As of 2019, 34 million people have been living in poverty. Although many think that poverty revolves around the lack of money, it is much more than that. It is a question of meeting the human basic needs: food, water, clothing, shelter.
Danish photographer, Joakim Eskidsen captures the hardships that individuals living in the United States face in regards to poverty.
Born in Copenhagen in 1971, Eskidsen trained with the Royal Court photographer, Rigmor Mydtskov, at a young age. He later went on to complete a masters of arts degree in photography at the Aalto University School of Arts, Design and Architecture in Helsinki, Finland in 1998. With his passion for social and political themes, he constantly seeks to understand the world in which he lives.
Being one of the most influential photographers, he is able to capture a deeper meaning of the story with his subjects. The director of photography at Time magazine was impressed by his book, The Roma Journeys (2007), and in 2011 she commissioned him to capture poor communities across different states in America over a seven month period. The project was made in hopes of telling their side of the story, opening the eyes of the public to their struggles, and relating to the United Nations Sustainable Development Goal for No Poverty.
Eskildsen was accompanied by journalist Natasha del Toro, capturing hundreds of photographs and personal stories of those who were struggling to survive in the place they call “the land of opportunities”. Many of these indivduals were unemployed, homeless, disabled veterans, mentally ill, immigrants, single mothers, Native Americans, drug addicts, prostitutes, and people who’d lost everything during natural disasters — people who have been failed by the system.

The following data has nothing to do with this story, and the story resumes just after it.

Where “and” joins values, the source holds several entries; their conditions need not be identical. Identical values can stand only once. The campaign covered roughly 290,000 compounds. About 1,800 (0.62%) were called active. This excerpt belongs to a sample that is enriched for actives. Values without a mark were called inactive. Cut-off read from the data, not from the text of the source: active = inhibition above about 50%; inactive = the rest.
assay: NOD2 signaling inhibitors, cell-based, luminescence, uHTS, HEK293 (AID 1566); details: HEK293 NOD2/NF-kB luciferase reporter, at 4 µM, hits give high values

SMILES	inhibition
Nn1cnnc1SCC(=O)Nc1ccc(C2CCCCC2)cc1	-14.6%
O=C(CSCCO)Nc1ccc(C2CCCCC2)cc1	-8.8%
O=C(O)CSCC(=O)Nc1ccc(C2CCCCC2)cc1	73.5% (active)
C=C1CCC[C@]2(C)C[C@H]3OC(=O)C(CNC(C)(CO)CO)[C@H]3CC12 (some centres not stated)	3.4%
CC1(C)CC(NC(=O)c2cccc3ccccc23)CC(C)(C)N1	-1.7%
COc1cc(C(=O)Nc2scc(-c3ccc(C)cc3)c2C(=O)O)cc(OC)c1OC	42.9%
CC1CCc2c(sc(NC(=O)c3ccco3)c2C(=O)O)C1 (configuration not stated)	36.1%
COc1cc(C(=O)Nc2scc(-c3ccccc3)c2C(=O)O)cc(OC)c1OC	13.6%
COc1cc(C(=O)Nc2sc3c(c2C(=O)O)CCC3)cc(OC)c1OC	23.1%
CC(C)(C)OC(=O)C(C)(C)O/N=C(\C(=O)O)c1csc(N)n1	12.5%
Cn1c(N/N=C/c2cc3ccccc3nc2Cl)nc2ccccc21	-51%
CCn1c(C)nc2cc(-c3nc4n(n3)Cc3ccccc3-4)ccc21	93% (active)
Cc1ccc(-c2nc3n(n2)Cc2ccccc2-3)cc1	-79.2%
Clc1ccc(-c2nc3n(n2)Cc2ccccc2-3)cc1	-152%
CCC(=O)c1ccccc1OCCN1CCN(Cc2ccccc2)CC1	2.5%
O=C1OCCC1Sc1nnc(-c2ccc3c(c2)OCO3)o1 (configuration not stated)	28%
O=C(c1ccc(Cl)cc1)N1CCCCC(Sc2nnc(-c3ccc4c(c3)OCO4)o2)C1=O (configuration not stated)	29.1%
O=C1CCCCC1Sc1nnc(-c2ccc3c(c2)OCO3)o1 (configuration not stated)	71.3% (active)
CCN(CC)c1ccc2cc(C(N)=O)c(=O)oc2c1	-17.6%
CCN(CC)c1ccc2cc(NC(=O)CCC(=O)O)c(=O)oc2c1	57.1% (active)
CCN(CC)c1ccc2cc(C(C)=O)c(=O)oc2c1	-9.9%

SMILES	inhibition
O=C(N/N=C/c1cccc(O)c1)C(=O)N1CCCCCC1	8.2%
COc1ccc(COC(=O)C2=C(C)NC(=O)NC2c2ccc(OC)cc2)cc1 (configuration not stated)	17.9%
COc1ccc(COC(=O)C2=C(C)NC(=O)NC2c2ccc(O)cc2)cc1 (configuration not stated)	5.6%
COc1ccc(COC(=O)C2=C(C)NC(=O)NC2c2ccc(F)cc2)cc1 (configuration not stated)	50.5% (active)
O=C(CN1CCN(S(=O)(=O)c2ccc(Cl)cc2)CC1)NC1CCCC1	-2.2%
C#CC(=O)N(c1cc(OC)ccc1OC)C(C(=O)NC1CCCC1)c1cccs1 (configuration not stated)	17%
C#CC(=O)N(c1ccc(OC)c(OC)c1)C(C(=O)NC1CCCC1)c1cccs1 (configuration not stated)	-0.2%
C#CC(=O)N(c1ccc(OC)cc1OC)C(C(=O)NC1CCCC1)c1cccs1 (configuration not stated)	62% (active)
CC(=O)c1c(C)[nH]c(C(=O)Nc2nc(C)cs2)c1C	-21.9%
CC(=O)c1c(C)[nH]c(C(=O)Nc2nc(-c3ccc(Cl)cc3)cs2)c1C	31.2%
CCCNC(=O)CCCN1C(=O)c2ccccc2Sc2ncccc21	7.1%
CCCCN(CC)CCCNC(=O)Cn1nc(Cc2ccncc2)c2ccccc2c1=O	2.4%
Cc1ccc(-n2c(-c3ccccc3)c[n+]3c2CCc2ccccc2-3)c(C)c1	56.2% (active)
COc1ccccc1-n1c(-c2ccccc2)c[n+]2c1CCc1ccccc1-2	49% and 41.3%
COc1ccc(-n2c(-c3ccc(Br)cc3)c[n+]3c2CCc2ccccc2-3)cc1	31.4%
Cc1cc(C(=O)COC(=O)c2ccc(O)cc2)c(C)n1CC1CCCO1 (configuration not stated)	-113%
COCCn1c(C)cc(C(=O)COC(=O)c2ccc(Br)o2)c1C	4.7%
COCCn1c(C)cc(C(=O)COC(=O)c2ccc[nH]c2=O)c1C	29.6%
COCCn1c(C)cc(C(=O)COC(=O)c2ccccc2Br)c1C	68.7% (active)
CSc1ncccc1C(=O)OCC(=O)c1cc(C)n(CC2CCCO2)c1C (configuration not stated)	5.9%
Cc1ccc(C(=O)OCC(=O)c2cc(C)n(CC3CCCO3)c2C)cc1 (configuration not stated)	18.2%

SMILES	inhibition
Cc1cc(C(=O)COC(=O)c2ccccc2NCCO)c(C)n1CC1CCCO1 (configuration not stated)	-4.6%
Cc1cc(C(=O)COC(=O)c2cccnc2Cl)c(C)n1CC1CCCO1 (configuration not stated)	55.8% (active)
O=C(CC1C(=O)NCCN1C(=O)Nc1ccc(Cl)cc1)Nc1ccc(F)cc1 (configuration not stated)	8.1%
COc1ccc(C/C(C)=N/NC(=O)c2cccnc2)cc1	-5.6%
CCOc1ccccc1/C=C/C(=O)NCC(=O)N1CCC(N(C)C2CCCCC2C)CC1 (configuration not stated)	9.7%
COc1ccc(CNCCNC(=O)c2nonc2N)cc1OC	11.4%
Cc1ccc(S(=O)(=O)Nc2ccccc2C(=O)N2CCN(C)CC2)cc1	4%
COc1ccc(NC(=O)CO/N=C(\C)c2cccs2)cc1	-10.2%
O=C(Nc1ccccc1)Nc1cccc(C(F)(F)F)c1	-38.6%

Eskildsen’s work reveals how the concept of the American Dream overshadows the reality that many people live in poverty despite the fact that the United States does not appear to be a developing country.
“The kind of poverty that so many people in the US face is one of poor food, poor health, poor culture, poor living circumstances, but it is not necessarily that easy to spot,” he explains in an interview with On Art and Aesthetics. “You can have a family with a huge TV, air conditioner, a microwave, but no money for food. All they own is borrowed and any small incident, the lack of health insurance, can collapse it all.”
Eskildsen’s photographs have been shown all around the world in exhibitions, galleries, museums and art fairs. Recently, he has taken on editorial assignments for New York Times Magazine, Time Magazine, and Mare. Due to the unforeseen circumstances of the COVID-19 pandemic, the social and economic aspects have left many individuals at risk of poverty. The non-profit organization World Vision focuses on working in the most under-served and distressed communities to provide them with the necessary resources to survive. Check out their organization here.